Apparent, Active and Reactive Power

This section covers basic concepts about apparent, active (real) and reactive power which is important ingredients in the analysis of a power system.

Consider the general single-phase circuit with a sinusoidal voltage $v={{V}_{m}}sin\left( wt \right)$ applied. A current $i={{I}_{m}}sin(wt\pm \theta )$  results and is leading (θ is positive) for a capacitive type circuit and is lagging (θ  is negative) for an inductive type circuit.

The instantaneous power is

$p=vi={{V}_{m}}{{I}_{m}}Sin\omega tSin\left( wt+\theta  \right)$

Using the trigonometric identity,

$Sin\alpha Sin\beta =\frac{1}{2}\left( Cos\left( \alpha -\beta  \right)-Cos\left( \alpha +\beta  \right) \right)$

So, the power expression is;

$P=\frac{{{V}_{m}}{{I}_{m}}}{2}\left( \cos \left( wt-wt-\theta  \right)-\cos \left( wt+wt+\theta  \right) \right)$

$P=\frac{{{V}_{m}}{{I}_{m}}}{\sqrt{2}}\left( \cos \left( -\theta  \right)-\cos \left( 2wt+\theta  \right) \right)$





$P=VI\left( \cos \left( \theta  \right)-VI\cos \left( 2wt+\theta  \right) \right)~~~~~~~~\cdots ~~~~~~\left( 1 \right)$

The second term of equation (1) represents a cosine wave of twice the frequency of the applied voltage; since the average value of a cosine wave is zero, this term contributes nothing to the average power. However, the first term is of particular importance because of the terms V, I and Cosθ are all constant and do not change with time. Thus, the average value of power, P, is given by

$P=VICos\left( \theta  \right)~~\text{     }\cdots \text{   }~~~\left( 2 \right)$

Where V and I are the effective RMSrms values of voltage and current and θ  is the phase angle between the voltage and current. Since the phase angle for a single-phase circuit is always between ±90o, so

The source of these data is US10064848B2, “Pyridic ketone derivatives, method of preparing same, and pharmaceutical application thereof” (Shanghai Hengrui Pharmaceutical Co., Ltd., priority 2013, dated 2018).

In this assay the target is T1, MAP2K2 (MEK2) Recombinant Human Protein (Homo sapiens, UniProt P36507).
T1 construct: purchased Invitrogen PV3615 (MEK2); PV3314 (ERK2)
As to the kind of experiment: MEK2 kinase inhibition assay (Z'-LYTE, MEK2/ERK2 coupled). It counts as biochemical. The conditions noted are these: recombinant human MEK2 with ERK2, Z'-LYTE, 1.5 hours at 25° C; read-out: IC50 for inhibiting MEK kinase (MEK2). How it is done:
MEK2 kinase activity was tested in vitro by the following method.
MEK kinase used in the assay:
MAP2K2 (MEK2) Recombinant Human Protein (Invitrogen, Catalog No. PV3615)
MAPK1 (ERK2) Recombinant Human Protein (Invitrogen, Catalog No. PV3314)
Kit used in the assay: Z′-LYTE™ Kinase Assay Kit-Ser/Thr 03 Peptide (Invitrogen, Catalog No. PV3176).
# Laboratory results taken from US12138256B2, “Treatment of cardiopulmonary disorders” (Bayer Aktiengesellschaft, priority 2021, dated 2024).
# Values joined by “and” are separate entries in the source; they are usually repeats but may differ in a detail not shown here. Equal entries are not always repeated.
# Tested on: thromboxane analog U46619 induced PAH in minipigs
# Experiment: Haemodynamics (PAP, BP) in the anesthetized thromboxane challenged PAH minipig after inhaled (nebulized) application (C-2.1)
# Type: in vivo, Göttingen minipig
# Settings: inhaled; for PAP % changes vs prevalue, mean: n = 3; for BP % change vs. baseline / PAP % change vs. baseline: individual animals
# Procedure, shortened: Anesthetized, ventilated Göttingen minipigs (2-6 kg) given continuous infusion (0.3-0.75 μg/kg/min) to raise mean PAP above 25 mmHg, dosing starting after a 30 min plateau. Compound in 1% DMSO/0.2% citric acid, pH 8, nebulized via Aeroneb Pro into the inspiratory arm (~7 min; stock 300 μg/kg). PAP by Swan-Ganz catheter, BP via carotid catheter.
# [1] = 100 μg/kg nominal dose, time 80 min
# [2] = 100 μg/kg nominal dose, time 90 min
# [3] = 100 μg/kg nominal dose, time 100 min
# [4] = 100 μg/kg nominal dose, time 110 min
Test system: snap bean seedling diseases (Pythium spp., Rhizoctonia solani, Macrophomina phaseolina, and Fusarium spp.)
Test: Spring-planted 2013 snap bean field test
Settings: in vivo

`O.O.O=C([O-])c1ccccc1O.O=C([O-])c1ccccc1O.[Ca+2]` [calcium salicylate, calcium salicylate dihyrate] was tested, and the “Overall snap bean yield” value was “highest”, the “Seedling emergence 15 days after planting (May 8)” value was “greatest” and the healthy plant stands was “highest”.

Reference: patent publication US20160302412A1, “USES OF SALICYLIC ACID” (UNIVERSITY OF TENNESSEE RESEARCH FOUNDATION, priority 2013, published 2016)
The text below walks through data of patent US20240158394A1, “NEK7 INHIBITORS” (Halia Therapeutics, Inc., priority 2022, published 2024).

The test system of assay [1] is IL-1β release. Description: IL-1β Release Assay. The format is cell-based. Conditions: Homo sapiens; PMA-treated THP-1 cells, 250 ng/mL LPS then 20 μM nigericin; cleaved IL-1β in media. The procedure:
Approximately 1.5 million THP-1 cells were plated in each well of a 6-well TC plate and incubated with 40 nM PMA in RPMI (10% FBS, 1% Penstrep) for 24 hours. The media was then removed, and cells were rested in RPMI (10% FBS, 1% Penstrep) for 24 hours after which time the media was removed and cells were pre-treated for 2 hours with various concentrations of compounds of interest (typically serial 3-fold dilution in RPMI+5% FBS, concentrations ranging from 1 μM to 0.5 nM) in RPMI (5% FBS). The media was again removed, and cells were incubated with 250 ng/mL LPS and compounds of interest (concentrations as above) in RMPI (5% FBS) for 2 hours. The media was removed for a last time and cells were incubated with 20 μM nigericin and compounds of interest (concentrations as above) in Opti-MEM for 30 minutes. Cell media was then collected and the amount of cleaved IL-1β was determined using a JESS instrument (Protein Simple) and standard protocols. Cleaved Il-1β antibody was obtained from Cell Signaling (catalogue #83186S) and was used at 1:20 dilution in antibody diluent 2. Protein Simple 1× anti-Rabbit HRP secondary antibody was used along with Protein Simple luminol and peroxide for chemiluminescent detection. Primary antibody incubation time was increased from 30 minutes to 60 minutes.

$Cos\left( \theta  \right)\geqq 0$


$P\geqq 0$

The term Cosθ is called the power factor and the angle θ is referred to as the power factor angle. In the inductive circuit, where the current lags the voltage, the power factor is described as a lagging power factor. In the capacitive circuit, where the current leads the voltage, the power factor is considered as leading power factor.

Apparent Power

As the product VI in equation (2) does not represent either average power in watts or reactive power in vars, it is defined by a new term, apparent power. The product VI, called apparent power, has the unit of volt-ampere (VA) and is indicated by the letter S. Thus;



$P=S*Cos\theta ~~~\text{    }\cdots \text{   }~~~~\left( 3 \right)$

Power Triangle

Equation (3) suggests a relationship between active Power P and apparent power S using triangle known as Triangle.

Where the real power P is along the horizontal axis, the reactive power Q is along the vertical axis, and the apparent power S is the hypotenuse.Then,

$Q=S*Sin\theta ~~~~~\text{    }\cdots \text{    }~~\left( 4 \right)$



Reactive Power

Reactive power Q is defined by equation (4)

$Q=VI~Sin\theta $

If a circuit has inductive element only, Q is inductive reactive Power, Qexpressed in terms of VARS.

If the circuit has capacitive element only, Q is capacitive reactive power,QC expressed by the same unit as QL.

If the circuit contains both inductance and capacitance, the net reactive power,Qt is the difference between the capacitive reactive power and inductive reactive power. In such a case, capacitor returns energy to the circuit while inductor takes energy from the circuit.

1 thought on “Apparent, Active and Reactive Power”

Leave a Comment